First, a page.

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Old 12-11-09, 07:43 AM
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Thank you Trooper, I have one more question regarding the L6006C, Howell states that following:
" Circulator controller—prevents circulation of water that is not hot enough. Breaks circulator circuit at temperature setting minus differential; remakes the circuit when the temperature setting is reached. Switching action is as follows: Upon a drop in boiler water temperature (to dial setting, less differential), makes R to B burner contact; breaks R to W contact, preventing circulator operation. Upon a rise in boiler water temperature (to dial setting), breaks R to B burner contact, makes R to W circulator contact."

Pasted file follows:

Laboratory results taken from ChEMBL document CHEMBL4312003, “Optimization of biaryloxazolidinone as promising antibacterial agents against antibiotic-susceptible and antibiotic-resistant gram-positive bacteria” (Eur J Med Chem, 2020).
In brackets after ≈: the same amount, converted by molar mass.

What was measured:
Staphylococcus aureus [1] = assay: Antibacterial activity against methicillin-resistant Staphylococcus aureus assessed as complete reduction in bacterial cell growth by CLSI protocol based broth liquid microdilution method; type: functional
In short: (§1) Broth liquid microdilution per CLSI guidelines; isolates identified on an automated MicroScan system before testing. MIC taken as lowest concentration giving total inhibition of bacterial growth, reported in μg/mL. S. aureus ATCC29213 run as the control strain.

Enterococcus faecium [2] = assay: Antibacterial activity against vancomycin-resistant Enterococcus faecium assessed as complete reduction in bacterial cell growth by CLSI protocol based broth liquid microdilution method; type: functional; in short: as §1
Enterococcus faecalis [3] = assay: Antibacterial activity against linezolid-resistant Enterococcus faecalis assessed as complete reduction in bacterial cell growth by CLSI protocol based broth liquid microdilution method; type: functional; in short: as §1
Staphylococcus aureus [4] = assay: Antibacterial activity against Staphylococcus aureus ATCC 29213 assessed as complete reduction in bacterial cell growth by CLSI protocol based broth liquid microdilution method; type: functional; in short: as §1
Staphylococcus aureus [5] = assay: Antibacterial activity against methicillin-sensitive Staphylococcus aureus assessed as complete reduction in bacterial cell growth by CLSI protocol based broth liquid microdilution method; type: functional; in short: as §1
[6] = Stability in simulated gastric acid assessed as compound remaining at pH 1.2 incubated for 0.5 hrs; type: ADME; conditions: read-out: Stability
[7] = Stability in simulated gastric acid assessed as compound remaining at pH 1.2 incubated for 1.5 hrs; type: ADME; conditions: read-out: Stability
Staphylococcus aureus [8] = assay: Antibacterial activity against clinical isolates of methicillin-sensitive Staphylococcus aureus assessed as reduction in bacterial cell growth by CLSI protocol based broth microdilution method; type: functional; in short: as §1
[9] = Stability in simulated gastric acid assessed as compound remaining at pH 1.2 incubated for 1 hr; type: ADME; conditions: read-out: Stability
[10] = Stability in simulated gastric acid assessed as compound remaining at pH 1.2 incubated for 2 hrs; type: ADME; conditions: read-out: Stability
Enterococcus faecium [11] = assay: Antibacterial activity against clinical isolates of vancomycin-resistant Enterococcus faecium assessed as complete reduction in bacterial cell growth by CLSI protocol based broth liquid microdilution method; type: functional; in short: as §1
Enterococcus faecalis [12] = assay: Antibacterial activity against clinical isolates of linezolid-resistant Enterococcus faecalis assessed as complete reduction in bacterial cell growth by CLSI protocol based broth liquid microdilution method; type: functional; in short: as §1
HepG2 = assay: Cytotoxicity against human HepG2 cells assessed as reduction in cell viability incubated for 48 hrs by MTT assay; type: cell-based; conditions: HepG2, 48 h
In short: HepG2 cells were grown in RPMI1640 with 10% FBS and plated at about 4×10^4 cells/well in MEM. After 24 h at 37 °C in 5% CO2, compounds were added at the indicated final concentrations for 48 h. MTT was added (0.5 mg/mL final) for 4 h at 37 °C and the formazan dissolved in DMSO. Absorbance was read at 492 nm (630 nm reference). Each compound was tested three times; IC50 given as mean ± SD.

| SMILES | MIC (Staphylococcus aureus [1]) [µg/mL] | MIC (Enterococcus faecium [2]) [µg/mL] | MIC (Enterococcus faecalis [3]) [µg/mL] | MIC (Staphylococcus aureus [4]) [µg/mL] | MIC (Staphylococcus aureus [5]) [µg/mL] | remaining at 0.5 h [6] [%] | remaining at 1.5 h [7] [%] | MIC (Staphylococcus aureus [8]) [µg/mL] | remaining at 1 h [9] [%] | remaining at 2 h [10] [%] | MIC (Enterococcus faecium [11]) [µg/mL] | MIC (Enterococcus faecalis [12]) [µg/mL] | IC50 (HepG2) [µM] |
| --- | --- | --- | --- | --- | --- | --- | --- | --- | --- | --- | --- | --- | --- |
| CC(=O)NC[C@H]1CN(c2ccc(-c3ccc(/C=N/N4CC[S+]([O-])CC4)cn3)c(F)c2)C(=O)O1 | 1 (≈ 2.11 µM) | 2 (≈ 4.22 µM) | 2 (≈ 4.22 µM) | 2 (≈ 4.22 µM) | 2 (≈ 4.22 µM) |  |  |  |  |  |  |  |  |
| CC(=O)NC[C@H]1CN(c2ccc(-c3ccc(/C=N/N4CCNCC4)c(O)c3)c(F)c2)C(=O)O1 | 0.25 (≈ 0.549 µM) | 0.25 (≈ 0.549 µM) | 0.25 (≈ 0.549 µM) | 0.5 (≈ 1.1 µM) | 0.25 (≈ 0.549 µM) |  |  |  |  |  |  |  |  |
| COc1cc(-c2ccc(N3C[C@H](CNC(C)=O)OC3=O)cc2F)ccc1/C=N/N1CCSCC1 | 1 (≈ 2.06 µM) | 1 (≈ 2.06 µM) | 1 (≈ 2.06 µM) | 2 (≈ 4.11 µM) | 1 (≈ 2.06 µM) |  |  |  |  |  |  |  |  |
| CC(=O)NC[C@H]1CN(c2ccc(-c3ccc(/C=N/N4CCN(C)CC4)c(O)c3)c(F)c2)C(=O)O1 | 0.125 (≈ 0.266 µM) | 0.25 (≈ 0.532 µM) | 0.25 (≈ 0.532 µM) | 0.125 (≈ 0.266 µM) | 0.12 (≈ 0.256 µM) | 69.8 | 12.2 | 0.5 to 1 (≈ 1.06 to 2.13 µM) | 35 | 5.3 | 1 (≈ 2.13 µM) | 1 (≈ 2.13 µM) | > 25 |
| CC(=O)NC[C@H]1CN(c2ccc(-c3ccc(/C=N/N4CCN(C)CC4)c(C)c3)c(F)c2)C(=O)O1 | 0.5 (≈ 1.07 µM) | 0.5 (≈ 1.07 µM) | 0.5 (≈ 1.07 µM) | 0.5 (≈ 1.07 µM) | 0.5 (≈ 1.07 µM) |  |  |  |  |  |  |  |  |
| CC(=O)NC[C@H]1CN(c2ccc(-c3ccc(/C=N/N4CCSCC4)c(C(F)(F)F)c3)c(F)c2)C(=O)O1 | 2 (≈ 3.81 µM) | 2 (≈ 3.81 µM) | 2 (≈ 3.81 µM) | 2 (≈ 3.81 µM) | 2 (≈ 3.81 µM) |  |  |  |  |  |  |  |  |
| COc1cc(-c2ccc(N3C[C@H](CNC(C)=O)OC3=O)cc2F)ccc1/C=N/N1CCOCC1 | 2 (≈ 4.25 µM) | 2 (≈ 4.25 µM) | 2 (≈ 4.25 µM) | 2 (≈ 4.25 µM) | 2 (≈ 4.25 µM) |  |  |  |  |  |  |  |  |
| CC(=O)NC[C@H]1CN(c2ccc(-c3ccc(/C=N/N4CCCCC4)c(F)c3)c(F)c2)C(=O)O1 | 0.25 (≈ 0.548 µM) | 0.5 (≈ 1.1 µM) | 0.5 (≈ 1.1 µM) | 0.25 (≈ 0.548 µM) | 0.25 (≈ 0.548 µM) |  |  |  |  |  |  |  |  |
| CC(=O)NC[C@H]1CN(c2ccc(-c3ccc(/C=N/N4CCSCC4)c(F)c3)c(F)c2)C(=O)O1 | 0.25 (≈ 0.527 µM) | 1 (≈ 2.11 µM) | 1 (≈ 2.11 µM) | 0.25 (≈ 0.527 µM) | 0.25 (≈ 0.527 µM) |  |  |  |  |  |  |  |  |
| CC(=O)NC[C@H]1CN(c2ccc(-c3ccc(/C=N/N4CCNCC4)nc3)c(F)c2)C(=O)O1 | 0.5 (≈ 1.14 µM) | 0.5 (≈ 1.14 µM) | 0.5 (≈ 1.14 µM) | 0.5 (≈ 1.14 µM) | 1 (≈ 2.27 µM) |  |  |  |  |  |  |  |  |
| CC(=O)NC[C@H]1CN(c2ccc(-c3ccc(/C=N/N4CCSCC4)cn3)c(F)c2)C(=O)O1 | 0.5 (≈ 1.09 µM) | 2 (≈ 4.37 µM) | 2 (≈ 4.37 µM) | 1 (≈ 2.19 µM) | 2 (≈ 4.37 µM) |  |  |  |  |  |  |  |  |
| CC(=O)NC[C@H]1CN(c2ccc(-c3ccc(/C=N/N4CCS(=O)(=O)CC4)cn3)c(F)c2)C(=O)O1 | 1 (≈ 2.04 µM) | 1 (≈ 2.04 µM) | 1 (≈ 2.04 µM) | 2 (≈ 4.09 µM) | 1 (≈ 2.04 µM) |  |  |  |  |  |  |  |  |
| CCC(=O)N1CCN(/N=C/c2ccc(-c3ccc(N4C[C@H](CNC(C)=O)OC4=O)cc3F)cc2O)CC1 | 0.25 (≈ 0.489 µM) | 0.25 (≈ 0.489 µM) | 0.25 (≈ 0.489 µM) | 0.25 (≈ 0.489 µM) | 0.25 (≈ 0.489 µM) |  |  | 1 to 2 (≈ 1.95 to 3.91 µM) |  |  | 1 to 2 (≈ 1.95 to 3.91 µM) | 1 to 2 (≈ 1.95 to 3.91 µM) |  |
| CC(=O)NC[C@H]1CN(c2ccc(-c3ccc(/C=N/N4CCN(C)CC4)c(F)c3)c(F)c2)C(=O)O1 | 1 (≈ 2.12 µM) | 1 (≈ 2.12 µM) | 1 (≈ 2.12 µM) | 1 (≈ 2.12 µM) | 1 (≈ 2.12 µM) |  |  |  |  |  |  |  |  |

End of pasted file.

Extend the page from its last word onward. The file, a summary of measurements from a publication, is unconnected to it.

Is he L6006C going to defeat the cold start operation when used with an L8148A? or just the circulation?
My boiler has an L8148A which I'm using to control the burner. The circulators are being controlled by a TACO zone controller. What I understood from the data sheet is that the L6006C is going to stop the circulator when the water temp go below the low limit, in my case it will not make a difference.

Emil
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  #34  
Old 12-11-09, 04:16 PM
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Emil, if I understood your original plan, you won't be using the 6006 to control the circulators at all... or did I miss something?

I understood that you would wire the 6006 in series with the high limit in the existing aquastat, and use it's adjustable differential to widen the differential on the existing unit. Is that right?

If this is all true, you can ignore the bit about the circulators, because you won't be controlling the circulators.